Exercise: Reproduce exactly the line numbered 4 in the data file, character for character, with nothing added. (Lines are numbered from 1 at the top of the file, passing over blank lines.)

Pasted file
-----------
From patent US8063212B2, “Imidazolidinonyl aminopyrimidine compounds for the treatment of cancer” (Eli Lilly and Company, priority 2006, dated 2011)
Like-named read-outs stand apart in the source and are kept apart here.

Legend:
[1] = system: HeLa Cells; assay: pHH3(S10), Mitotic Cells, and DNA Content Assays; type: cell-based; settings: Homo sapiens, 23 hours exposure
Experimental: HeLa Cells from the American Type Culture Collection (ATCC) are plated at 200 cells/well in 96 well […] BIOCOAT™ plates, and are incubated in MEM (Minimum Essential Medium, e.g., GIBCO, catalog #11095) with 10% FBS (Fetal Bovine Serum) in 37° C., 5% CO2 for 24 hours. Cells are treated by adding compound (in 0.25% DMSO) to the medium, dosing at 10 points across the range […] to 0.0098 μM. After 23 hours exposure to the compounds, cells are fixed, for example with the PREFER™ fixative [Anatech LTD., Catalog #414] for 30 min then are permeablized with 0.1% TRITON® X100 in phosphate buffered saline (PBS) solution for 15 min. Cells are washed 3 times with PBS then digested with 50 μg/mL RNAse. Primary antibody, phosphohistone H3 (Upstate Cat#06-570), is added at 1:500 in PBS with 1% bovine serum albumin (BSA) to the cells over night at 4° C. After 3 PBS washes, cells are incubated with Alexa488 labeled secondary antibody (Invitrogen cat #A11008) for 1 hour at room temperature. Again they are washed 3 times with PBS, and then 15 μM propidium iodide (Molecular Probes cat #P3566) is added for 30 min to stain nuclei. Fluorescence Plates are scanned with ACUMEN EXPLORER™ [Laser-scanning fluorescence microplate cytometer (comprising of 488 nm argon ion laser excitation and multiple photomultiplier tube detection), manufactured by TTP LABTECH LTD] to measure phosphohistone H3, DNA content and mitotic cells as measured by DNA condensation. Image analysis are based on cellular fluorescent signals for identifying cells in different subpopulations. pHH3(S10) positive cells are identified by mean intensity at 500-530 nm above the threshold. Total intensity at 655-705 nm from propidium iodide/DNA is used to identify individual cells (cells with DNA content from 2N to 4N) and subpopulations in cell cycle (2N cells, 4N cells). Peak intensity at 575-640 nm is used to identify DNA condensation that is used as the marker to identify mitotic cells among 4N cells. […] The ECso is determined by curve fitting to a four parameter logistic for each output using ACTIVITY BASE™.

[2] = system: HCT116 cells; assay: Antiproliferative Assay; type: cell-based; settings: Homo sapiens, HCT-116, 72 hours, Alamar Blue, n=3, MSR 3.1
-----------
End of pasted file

[1] = system: HeLa Cells; assay: pHH3(S10), Mitotic Cells, and DNA Content Assays; type: cell-based; settings: Homo sapiens, 23 hours exposure